A student I danced with a few years ago was injured during a social. She didn’t trip or fall, but she was hit by another couple who abruptly changed direction into our path. It still bothers me to think about it.
She wasn’t hurt; she shook it off, and we started dancing soon after. But, no, the other couple’s behavior bothered me: they didn’t even acknowledge hitting us. I recall the leader, in particular, gazing right past us as they proceeded on, leaving me to check on my partner.
For years, I blamed that leader, but I’ve now realized he was the result of a type of conditioning that has infected the dance world: an over-reliance on movement patterns.
How Most Dancers Learn
You’d like to learn to dance. You can engage an individual instructor, attend a group class, or view online videos. You study patterns and set combos from a syllabus with each approach. These combos broaden your movement repertoire, making you feel more talented and experienced.
You get increasingly reliant on these patterns over time. When you try anything new, it feels awkward – your technique breaks down, or you lose your balance, deterring you from future experimenting. However, understanding these exciting patterns makes it so fantastic that you keep committing them to memory deeper and deeper.
Then you go to your first social, only to be disappointed when those predetermined patterns don’t function in the unpredictable real world. People obstruct your path. Music is difficult to hear. Your partners may only sometimes be aware of the moves you’ve learned. Finally, in the worst-case scenario, you collide with people while attempting to finish your “moves,” as that pair did to my pupil.
The rhythms that made you feel more adept as a dancer are now trapping you and keeping you back.
You would have done better at going with the room’s flow if you hadn’t learned any dancing techniques and opted to grab a partner and improvise. But, unfortunately, your “moves” have replaced your common sense, and you must revert to common sense to dance in natural settings.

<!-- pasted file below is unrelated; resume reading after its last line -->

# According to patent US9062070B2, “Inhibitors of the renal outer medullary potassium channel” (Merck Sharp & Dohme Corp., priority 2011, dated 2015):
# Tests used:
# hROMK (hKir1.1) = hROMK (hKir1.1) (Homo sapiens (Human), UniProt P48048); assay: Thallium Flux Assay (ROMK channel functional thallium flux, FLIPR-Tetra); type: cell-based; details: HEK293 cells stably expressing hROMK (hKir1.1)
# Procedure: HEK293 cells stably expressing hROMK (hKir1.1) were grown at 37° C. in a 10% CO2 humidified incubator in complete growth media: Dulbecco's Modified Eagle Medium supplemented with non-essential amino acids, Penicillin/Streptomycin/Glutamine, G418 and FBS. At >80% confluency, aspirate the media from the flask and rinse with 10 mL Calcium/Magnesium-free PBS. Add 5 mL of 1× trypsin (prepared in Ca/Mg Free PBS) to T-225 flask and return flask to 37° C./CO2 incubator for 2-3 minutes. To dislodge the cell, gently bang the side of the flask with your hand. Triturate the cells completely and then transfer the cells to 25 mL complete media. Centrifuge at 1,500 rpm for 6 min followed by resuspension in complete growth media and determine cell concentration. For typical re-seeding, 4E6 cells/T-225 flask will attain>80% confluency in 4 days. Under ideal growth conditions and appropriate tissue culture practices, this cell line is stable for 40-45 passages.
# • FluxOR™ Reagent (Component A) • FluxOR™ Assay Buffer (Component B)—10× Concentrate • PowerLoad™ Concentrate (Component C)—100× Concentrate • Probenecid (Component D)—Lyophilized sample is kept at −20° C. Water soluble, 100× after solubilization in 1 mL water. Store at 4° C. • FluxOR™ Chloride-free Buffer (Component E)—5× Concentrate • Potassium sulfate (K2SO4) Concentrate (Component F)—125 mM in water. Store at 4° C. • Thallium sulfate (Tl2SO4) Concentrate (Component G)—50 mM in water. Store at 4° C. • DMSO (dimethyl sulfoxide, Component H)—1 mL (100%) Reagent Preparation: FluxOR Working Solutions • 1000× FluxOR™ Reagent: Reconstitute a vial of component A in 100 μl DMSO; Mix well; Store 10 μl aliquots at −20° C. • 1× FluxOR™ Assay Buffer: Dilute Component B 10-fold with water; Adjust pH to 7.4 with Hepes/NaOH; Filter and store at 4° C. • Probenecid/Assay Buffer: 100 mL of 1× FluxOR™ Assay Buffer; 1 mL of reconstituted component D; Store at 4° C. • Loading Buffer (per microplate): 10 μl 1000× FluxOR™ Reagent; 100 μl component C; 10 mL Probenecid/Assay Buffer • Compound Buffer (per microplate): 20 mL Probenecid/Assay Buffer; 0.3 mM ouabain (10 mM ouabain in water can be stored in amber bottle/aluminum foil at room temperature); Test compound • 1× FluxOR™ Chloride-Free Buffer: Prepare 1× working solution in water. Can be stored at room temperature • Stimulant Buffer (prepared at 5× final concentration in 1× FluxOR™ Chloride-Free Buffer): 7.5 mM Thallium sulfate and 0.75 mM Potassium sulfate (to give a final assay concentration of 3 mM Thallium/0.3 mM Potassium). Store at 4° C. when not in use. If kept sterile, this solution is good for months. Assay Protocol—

The problem with patterns
Most dancers enjoy moves because they are the most visible indications of progress. However, we rarely witness the subtle aspects of balance, agility, power, and perception that make experts appear effortless on the floor. Instead, we see the whole picture, and many try to imitate it without mastering the foundations.
At best, some of my pupils come in seeking to achieve the “look of the dancer.” They are aware that there is an X element that they have yet to recognize, but in most cases, they are unaware of how much more intricate those factors are than the pattern itself.
Patterns are also appealing because they are simple compared to the rest of the learning process. Many people regard dance as a luxury, something they may do to unwind after a long day at work. It can be that and much more, but it will be more complex than staying home and watching television.
Returning to the fundamentals
We must abandon reliance on fixed patterns and procedures to appreciate what dancing offers fully. Instead, we can improve our dancing by focusing on the underlying concepts that underpin all dance movements.
Consider being able to adjust quickly to any form of movement because you understand which muscles and body positions are required. Then, make modifications to move in harmony with your spouse and those around you. Again, understanding the principles will do this.
Over the following four weeks, I’ll discuss ballroom dancing principles. However, many of these will also apply to other dance genres.
Learn more: The Keys to Balance and Wellness in Dance